Kel­lits High School’s guid­ance coun­sel­lor, Faith By­field, said the sit­u­a­tion is not unique to that in­sti­tu­tion, as the economic hard­ship in the Claren­don north di­vi­sion has seen stu­dents drop­ping out from other schools.

“A lot of the times what causes the preg­nancy in the first place is poverty be­cause a lot of them have to do bar­ter­ing and all of this to come to school, and it ends up in preg­nancy,” said By­field.

“So when they are com­ing back to school af­ter hav­ing the child, the poverty is go­ing to es­ca­late, be­cause they now have a child to take care of and them­selves.

Some­times it pushes them not to come back be­cause they can’t find any­body to as­sist them with the child.”

Ef­forts are made to get the girls who dropout due to preg­nancy into weekly Fri­day classes at the school’s mini women’s cen­tre, which is ran in col­lab­o­ra­tion with the lo­cal health cen­tre. There, they are taught math­e­mat­ics, English, so­cial stud­ies, and a sci­ence sub­ject.

They are then al­lowed to re­sume reg­u­lar classes at the

school af­ter giv­ing birth, pick­ing up from the grade they were in when they got preg­nant.

“If they drop out with the baby in grade eight, they will come back and re­peat grade eight,” By­field ex­plained.

“One of the stip­u­la­tions that we have for them to be rein­te­grated is that they can’t be liv­ing with the fathers of the chil­dren, be­cause that would send a wrong sig­nal to the girls that we have here who are not dropouts.”

While there have been some success sto­ries, with two moth­ers hav­ing com­pleted sixth form last aca­demic year and moved on to ter­tiary in­sti­tu­tions, not all the young moth­ers have fared as well.

“We have one girl who ended up hav­ing two chil­dren be­fore she was rein­te­grated. She dropped out in grade eight, had one baby, and by the time we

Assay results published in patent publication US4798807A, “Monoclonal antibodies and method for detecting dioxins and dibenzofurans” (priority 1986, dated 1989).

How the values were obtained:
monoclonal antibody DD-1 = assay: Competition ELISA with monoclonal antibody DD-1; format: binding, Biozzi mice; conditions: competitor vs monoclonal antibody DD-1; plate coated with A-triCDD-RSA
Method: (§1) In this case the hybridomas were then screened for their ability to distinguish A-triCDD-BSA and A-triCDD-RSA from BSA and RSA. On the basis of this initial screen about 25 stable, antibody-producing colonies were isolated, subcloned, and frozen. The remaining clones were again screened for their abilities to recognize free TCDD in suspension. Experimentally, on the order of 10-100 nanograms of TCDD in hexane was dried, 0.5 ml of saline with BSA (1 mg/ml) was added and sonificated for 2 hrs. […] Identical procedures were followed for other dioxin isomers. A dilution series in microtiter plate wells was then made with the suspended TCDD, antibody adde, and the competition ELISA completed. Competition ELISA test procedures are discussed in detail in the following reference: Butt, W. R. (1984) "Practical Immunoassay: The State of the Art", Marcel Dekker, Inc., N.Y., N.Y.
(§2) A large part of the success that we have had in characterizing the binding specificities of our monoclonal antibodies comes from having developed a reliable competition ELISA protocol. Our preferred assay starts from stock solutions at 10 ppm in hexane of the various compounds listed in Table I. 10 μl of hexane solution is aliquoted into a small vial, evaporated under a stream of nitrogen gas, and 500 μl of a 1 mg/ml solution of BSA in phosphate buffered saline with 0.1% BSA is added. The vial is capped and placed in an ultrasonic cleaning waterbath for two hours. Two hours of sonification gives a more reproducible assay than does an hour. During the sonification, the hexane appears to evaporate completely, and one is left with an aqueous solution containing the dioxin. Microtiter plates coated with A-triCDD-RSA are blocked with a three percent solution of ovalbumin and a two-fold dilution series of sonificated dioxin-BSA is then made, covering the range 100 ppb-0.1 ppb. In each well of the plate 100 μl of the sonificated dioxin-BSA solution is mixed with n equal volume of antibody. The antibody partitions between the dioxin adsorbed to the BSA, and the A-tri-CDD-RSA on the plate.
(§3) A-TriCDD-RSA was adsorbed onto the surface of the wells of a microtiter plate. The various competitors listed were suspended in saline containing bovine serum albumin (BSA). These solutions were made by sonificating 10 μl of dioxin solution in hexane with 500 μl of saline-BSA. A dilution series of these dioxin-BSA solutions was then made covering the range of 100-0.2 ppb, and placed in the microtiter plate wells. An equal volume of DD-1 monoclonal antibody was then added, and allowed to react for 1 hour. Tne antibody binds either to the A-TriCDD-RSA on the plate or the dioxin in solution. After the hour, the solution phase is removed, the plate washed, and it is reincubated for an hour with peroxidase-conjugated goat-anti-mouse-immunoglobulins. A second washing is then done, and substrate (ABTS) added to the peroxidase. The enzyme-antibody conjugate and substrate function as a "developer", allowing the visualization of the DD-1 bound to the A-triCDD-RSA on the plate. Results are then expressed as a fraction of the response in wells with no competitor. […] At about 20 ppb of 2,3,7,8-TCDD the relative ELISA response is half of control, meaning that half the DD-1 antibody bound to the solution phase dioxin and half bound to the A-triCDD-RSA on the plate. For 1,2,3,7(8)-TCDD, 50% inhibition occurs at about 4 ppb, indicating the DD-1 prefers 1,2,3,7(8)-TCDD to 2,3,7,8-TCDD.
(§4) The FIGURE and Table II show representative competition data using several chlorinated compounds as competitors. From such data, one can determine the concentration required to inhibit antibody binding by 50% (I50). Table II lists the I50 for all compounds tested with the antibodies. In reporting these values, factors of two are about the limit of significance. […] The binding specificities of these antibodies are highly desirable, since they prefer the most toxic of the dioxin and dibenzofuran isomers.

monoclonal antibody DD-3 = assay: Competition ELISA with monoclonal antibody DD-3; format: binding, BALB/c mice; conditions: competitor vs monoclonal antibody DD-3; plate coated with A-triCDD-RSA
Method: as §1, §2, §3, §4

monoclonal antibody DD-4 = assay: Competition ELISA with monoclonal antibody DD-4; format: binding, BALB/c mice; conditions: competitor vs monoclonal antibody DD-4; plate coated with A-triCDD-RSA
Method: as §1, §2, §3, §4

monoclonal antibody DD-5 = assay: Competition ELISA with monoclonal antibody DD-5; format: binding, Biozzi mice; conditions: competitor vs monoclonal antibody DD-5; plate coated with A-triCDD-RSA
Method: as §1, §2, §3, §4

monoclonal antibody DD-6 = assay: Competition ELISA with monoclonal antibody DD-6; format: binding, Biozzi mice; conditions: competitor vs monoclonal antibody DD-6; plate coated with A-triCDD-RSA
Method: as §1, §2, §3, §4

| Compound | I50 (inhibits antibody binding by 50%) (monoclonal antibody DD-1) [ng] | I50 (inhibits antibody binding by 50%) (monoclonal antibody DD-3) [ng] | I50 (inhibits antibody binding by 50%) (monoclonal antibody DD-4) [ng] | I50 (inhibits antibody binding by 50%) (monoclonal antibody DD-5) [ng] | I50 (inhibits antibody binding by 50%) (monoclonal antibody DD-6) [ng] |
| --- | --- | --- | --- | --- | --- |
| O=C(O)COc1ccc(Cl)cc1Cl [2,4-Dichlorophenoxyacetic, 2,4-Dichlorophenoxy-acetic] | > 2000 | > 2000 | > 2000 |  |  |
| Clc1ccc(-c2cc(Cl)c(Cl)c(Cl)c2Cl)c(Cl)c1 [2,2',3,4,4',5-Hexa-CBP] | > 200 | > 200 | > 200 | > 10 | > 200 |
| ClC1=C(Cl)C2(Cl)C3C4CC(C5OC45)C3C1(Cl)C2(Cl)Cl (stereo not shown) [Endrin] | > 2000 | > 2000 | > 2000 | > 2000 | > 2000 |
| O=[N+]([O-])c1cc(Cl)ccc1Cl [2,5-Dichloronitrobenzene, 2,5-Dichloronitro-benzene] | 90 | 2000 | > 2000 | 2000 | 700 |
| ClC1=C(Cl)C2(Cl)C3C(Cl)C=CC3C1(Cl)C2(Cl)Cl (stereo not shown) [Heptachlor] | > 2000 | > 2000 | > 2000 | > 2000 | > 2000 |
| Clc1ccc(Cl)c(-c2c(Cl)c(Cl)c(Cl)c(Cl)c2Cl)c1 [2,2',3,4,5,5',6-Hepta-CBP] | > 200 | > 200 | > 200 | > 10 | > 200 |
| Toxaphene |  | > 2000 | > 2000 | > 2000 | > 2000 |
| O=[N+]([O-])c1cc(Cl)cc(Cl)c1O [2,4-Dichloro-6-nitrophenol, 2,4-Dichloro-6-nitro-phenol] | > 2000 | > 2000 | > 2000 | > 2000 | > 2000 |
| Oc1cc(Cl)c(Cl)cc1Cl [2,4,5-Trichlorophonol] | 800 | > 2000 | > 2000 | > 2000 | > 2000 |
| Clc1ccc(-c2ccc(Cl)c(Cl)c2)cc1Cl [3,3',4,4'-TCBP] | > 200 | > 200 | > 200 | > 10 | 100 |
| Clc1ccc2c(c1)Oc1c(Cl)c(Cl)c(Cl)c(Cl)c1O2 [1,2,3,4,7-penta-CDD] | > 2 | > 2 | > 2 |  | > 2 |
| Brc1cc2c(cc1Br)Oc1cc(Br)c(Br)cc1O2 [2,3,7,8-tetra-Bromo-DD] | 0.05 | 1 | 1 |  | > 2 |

could get her back she had an­other child and ended up drop­ping out again, be­cause there was no­body there to stand up with her and the two chil­dren,” By­field dis­closed.

“She was to go into grade 10 this Septem­ber, but she stopped com­ing again be­cause she has to do her lit­tle do­mes­tic work, as there is no fa­ther fig­ure in the home at all.”

WON’T IDEN­TIFY FATHERS

An­other chal­lenge that the school faces is that the young moth­ers are most times un­will­ing to re­veal the names of the fathers of their chil­dren, in an ef­fort not to land them in trou­ble with the law for hav­ing had

sex with a mi­nor.

“They are so aware of the Child Care and Pro­tec­tion Act that they will not name these in­di­vid­u­als. Some of them are preg­nant for school­boys, but some of the fathers are big­ger men in the com­mu­ni­ties,” By­field high­lighted.

“They rather take the blame on them­selves than to iden­tify who these in­di­vid­u­als are, with some pre­fer­ring to say they got raped and don’t know who is the fa­ther.”

She added, “One mother said to me ‘then when mi send the fa­ther go a prison, teacher, a me a go mine the pick­ney mi­s­elf’?”

Faith By­field, guid­ance coun­sel­lor, Kel­lits High School, Claren­don.

Kel­lits High School, Claren­don.

Prin­ci­pal Texal Christie, Kel­lits High School, Claren­don.